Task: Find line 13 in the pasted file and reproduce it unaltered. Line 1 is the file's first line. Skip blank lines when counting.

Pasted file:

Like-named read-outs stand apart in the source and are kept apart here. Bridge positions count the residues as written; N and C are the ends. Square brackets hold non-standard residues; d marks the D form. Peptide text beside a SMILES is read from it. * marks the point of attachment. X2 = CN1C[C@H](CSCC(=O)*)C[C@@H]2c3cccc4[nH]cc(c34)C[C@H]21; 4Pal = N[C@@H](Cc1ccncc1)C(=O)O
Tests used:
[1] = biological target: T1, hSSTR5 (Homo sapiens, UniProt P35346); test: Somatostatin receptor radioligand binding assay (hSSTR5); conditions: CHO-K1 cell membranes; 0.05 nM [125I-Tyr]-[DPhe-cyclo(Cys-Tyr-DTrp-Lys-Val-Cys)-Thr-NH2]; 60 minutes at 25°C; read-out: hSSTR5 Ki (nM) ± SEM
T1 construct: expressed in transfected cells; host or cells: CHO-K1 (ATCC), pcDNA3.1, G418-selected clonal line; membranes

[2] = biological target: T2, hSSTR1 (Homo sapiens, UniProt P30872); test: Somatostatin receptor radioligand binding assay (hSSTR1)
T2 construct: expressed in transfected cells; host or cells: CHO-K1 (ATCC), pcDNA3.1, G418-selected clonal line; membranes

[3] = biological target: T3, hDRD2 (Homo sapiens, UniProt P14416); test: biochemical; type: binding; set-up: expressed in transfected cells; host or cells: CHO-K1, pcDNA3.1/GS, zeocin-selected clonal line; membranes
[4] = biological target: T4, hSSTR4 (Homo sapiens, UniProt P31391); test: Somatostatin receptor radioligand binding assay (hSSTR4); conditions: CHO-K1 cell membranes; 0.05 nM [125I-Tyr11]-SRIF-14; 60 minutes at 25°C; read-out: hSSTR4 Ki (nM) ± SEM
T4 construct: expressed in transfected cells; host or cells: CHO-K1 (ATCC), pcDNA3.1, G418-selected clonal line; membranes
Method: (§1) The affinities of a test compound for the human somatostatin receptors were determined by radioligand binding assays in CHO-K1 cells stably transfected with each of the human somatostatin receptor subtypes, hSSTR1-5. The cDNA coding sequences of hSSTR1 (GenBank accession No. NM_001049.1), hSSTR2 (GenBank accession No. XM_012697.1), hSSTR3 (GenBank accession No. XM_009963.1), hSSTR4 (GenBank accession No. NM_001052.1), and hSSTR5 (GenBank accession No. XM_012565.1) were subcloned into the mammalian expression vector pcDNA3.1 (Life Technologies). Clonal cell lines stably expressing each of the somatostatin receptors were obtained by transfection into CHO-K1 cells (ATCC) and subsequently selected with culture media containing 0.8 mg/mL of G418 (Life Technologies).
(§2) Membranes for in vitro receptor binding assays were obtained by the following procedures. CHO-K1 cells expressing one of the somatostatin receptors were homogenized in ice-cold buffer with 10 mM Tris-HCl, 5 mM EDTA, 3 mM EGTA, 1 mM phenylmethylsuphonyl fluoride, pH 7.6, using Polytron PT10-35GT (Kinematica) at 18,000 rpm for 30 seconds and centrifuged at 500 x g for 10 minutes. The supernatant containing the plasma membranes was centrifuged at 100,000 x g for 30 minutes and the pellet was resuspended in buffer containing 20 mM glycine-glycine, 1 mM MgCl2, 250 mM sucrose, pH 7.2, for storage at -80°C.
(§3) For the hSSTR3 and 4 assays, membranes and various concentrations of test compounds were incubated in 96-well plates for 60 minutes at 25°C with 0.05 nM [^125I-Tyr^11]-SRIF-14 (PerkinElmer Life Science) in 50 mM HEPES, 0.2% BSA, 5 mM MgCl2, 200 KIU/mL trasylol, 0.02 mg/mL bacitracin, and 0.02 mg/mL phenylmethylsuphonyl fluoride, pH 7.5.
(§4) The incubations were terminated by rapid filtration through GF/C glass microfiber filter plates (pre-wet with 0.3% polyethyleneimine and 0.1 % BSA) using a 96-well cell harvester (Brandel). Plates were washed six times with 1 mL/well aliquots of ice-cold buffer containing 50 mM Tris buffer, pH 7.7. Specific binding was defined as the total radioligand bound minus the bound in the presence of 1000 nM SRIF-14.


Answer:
(§4) The incubations were terminated by rapid filtration through GF/C glass microfiber filter plates (pre-wet with 0.3% polyethyleneimine and 0.1 % BSA) using a 96-well cell harvester (Brandel). Plates were washed six times with 1 mL/well aliquots of ice-cold buffer containing 50 mM Tris buffer, pH 7.7. Specific binding was defined as the total radioligand bound minus the bound in the presence of 1000 nM SRIF-14.